As a transportation project, the goal of the streetcar is to move people from one end of the City to another in a convenient fashion. There are over 40,000 jobs in Boise’s downtown core and those workers run errands, go to lunch, and go to meetings throughout the day. The streetcar will enable more of that to take place and reduce car trips in the city.
This project is only part of a larger rail vision for the city and the Valley. Eventually, the streetcar would be expanded to run up Capital/Vista serving BSU and the Boise Depot. Additional westward routes would expand the line to the 30th and Main master planned area of Boise; eastward expansions would go out past MK Plaza and Park Center.
If Senator Crapo is able to get funding for the re-establishment of Amtrak’s Pioneer Line, we would then have a system that could carry people in from Nampa, drop them at the Depot, then take them to virtually any part of downtown from 30th street to Park Center. So that’s the vision.
We used to have a Trolley and it didn’t work. Why on earth would we do this again?!
Not true. Boise and the Valley had an extensive rail system that operated from 1891-1928, and it served the public quite well. Streetcar lines ran through all of downtown Boise, and the Interurban Lines ran out to Collister, Pierce Park, through Eagle, Star, Middleton, to Caldwell, Nampa, Meridian and back into Boise. Like many rail systems across the globe, however, the system ran into financial difficulties which led the owners to shut it down in 1928.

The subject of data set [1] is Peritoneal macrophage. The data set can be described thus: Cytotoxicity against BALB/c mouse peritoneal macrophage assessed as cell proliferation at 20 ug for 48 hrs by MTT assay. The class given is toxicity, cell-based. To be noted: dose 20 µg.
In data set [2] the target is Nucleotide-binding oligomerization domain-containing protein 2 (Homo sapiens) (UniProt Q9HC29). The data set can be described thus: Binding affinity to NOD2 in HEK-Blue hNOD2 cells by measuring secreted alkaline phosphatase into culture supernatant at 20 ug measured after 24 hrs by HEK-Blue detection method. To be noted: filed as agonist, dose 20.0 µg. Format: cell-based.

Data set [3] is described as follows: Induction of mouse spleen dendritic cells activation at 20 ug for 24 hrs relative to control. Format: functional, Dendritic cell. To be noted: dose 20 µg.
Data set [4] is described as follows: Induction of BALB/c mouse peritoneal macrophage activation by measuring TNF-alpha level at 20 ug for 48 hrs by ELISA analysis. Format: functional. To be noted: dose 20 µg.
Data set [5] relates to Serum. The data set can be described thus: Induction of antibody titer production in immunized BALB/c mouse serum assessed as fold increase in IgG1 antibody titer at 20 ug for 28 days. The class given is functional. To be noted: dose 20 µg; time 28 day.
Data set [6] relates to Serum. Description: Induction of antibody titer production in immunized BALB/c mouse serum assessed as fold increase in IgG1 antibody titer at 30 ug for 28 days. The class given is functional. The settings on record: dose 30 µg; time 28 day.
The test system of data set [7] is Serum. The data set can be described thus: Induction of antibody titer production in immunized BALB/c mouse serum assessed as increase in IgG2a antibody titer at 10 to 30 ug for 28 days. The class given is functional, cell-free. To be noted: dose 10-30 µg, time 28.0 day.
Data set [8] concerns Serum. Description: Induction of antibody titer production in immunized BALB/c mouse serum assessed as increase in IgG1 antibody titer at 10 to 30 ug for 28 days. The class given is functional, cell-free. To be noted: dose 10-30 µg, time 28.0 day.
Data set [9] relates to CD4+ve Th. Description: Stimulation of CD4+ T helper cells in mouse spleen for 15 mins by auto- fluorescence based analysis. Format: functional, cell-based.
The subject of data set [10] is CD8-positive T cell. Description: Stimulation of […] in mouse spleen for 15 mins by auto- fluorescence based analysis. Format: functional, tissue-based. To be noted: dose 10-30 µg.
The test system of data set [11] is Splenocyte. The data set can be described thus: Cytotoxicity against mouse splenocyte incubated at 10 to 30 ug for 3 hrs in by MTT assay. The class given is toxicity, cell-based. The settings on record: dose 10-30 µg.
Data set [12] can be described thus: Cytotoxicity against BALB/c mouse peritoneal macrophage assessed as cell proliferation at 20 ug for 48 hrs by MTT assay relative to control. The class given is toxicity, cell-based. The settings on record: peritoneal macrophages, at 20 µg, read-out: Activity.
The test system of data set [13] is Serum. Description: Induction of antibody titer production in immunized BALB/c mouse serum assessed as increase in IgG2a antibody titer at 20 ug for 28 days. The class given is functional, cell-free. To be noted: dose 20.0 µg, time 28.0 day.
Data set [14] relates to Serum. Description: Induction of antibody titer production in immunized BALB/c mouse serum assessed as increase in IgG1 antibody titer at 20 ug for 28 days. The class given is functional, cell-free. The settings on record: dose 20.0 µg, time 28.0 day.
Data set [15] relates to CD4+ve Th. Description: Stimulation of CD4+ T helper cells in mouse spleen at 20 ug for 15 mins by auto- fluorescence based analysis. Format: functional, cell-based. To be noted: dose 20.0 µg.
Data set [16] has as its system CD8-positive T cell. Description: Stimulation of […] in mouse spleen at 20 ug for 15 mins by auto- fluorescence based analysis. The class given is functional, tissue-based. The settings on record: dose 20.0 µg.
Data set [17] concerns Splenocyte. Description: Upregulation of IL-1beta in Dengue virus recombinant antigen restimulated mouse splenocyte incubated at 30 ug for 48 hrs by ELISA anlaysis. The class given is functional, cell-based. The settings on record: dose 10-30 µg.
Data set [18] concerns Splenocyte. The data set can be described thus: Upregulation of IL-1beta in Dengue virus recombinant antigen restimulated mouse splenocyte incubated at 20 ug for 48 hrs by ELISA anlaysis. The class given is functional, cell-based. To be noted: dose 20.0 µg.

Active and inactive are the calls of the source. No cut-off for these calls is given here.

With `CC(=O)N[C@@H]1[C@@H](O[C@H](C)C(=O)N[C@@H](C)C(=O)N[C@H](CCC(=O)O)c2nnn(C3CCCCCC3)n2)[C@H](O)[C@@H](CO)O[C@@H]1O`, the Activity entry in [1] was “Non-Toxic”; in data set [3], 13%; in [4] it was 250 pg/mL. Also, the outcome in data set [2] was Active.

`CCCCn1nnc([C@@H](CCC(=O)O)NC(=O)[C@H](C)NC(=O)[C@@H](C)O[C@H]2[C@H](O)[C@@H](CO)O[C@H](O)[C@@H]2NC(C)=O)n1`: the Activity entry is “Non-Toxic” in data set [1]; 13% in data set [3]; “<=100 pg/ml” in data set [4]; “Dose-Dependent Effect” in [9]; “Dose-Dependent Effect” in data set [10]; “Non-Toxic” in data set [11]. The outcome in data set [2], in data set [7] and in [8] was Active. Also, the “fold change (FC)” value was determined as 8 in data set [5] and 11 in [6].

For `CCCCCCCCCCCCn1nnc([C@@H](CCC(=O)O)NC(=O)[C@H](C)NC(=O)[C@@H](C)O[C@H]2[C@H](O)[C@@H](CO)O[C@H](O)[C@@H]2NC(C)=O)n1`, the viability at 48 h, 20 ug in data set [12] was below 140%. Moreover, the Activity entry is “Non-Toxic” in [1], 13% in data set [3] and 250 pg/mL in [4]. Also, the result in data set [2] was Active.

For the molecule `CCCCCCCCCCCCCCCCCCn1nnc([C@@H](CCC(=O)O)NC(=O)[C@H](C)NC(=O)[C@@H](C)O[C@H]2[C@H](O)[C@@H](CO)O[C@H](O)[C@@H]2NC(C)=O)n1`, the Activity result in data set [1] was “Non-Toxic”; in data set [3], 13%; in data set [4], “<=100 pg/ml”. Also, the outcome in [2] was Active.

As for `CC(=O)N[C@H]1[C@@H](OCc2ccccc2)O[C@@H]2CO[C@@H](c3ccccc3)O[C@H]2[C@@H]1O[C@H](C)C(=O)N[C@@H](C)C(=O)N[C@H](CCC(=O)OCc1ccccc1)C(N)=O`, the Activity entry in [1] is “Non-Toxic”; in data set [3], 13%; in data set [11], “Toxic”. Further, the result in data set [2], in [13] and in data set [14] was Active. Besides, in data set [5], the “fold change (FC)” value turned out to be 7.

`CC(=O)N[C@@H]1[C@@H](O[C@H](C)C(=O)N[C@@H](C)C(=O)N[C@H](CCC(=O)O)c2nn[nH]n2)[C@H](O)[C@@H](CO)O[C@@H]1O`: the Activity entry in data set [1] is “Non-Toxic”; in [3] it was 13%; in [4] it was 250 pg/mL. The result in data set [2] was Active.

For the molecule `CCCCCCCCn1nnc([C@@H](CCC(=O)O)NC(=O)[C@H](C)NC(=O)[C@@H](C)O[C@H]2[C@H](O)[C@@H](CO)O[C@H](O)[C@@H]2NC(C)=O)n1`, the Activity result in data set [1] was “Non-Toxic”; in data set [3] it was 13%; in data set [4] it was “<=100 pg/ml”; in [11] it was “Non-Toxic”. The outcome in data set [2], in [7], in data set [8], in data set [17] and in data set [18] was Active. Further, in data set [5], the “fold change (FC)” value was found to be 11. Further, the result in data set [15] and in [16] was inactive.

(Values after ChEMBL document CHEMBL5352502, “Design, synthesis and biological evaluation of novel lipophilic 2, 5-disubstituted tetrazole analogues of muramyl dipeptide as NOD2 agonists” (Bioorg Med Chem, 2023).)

This of course coincided with the rise of the automobile. The car was not immediately well received, but soon gained favor as the rail infrastructure fell into disrepair. At this time too, the city planning profession was young and very preoccupied with relieving congestion in city centers. They saw providing more space to cars and wider roads as the way to make that happen. That is hardly the prevailing theory in planning practice today.
What are other places doing about rail?
The Mayor points to 10 cities that have a streetcar, and another 3 dozen or so that are considering building some sort of rail based circulator. The Idaho Freedom Foundation (IFF) has written a couple of pieces poo-pooing the proposed Boise system because our conditions are not like those found in Little Rock, AR, a system Mayor Bieter points to as a success. The IFF makes some good points if we view the proposed streetcar as a transportation system. But 1) it’s too early in the build out of the system to judge whether the streetcar makes sense (of course it does in the wider scheme that I outlined above); and, 2) this is an economic development project. What the Mayor needs to demonstrate is that there will be a net positive return on investment for the city and the local landowners. Current academic literature shows extremely high rates of return on fixed-rail investments.